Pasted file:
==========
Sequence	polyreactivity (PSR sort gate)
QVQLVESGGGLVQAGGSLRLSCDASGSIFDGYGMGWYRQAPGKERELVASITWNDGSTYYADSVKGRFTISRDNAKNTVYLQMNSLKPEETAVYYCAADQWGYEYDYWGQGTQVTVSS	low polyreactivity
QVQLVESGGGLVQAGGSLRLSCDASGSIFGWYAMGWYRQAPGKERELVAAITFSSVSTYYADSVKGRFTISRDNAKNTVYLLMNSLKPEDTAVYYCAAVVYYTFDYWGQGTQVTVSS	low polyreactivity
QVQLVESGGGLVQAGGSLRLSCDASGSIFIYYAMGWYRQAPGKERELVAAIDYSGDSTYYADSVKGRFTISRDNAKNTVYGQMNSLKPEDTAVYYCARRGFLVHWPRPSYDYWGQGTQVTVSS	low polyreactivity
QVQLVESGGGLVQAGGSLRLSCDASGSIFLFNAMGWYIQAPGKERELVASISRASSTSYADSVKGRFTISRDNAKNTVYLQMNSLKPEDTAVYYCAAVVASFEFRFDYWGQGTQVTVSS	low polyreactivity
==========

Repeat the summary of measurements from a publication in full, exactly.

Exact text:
Sequence	polyreactivity (PSR sort gate)
QVQLVESGGGLVQAGGSLRLSCDASGSIFDGYGMGWYRQAPGKERELVASITWNDGSTYYADSVKGRFTISRDNAKNTVYLQMNSLKPEETAVYYCAADQWGYEYDYWGQGTQVTVSS	low polyreactivity
QVQLVESGGGLVQAGGSLRLSCDASGSIFGWYAMGWYRQAPGKERELVAAITFSSVSTYYADSVKGRFTISRDNAKNTVYLLMNSLKPEDTAVYYCAAVVYYTFDYWGQGTQVTVSS	low polyreactivity
QVQLVESGGGLVQAGGSLRLSCDASGSIFIYYAMGWYRQAPGKERELVAAIDYSGDSTYYADSVKGRFTISRDNAKNTVYGQMNSLKPEDTAVYYCARRGFLVHWPRPSYDYWGQGTQVTVSS	low polyreactivity
QVQLVESGGGLVQAGGSLRLSCDASGSIFLFNAMGWYIQAPGKERELVASISRASSTSYADSVKGRFTISRDNAKNTVYLQMNSLKPEDTAVYYCAAVVASFEFRFDYWGQGTQVTVSS	low polyreactivity